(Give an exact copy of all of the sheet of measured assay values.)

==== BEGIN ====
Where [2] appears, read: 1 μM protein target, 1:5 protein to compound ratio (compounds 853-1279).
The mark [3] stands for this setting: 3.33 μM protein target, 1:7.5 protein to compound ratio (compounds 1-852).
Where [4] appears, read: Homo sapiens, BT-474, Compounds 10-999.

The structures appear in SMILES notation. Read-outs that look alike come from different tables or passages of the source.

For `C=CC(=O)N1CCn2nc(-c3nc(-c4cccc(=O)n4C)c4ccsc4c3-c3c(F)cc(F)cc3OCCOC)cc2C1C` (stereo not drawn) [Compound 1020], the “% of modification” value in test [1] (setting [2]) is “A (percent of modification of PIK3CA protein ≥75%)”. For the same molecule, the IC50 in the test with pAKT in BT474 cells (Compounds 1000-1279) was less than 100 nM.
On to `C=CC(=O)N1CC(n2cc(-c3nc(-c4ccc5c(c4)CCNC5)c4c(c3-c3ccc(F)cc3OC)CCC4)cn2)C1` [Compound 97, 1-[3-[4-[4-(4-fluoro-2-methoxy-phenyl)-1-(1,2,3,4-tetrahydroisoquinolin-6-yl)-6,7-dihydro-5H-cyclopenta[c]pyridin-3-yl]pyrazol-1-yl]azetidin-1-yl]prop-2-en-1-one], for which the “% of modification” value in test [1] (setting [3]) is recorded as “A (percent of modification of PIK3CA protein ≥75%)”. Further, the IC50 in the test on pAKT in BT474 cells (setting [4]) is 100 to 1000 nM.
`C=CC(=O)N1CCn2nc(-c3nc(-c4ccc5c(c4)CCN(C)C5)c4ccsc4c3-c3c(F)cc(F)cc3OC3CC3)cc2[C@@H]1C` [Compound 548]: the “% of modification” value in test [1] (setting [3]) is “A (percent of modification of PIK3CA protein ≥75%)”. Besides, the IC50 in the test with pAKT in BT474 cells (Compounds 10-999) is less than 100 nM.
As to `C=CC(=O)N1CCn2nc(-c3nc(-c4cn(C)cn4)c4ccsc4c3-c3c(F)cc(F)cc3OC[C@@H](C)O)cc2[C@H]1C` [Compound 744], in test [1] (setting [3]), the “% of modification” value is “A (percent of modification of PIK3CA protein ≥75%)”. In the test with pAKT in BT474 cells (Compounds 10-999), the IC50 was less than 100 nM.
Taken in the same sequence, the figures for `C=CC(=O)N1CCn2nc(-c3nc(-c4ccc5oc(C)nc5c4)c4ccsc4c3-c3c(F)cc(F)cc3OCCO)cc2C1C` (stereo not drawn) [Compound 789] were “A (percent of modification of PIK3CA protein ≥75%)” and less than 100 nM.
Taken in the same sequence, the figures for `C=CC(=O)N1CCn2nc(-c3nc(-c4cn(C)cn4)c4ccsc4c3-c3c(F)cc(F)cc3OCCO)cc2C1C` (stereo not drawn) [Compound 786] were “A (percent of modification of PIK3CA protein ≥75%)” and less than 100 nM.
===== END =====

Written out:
Where [2] appears, read: 1 μM protein target, 1:5 protein to compound ratio (compounds 853-1279).
The mark [3] stands for this setting: 3.33 μM protein target, 1:7.5 protein to compound ratio (compounds 1-852).
Where [4] appears, read: Homo sapiens, BT-474, Compounds 10-999.

The structures appear in SMILES notation. Read-outs that look alike come from different tables or passages of the source.

For `C=CC(=O)N1CCn2nc(-c3nc(-c4cccc(=O)n4C)c4ccsc4c3-c3c(F)cc(F)cc3OCCOC)cc2C1C` (stereo not drawn) [Compound 1020], the “% of modification” value in test [1] (setting [2]) is “A (percent of modification of PIK3CA protein ≥75%)”. For the same molecule, the IC50 in the test with pAKT in BT474 cells (Compounds 1000-1279) was less than 100 nM.
On to `C=CC(=O)N1CC(n2cc(-c3nc(-c4ccc5c(c4)CCNC5)c4c(c3-c3ccc(F)cc3OC)CCC4)cn2)C1` [Compound 97, 1-[3-[4-[4-(4-fluoro-2-methoxy-phenyl)-1-(1,2,3,4-tetrahydroisoquinolin-6-yl)-6,7-dihydro-5H-cyclopenta[c]pyridin-3-yl]pyrazol-1-yl]azetidin-1-yl]prop-2-en-1-one], for which the “% of modification” value in test [1] (setting [3]) is recorded as “A (percent of modification of PIK3CA protein ≥75%)”. Further, the IC50 in the test on pAKT in BT474 cells (setting [4]) is 100 to 1000 nM.
`C=CC(=O)N1CCn2nc(-c3nc(-c4ccc5c(c4)CCN(C)C5)c4ccsc4c3-c3c(F)cc(F)cc3OC3CC3)cc2[C@@H]1C` [Compound 548]: the “% of modification” value in test [1] (setting [3]) is “A (percent of modification of PIK3CA protein ≥75%)”. Besides, the IC50 in the test with pAKT in BT474 cells (Compounds 10-999) is less than 100 nM.
As to `C=CC(=O)N1CCn2nc(-c3nc(-c4cn(C)cn4)c4ccsc4c3-c3c(F)cc(F)cc3OC[C@@H](C)O)cc2[C@H]1C` [Compound 744], in test [1] (setting [3]), the “% of modification” value is “A (percent of modification of PIK3CA protein ≥75%)”. In the test with pAKT in BT474 cells (Compounds 10-999), the IC50 was less than 100 nM.
Taken in the same sequence, the figures for `C=CC(=O)N1CCn2nc(-c3nc(-c4ccc5oc(C)nc5c4)c4ccsc4c3-c3c(F)cc(F)cc3OCCO)cc2C1C` (stereo not drawn) [Compound 789] were “A (percent of modification of PIK3CA protein ≥75%)” and less than 100 nM.
Taken in the same sequence, the figures for `C=CC(=O)N1CCn2nc(-c3nc(-c4cn(C)cn4)c4ccsc4c3-c3c(F)cc(F)cc3OCCO)cc2C1C` (stereo not drawn) [Compound 786] were “A (percent of modification of PIK3CA protein ≥75%)” and less than 100 nM.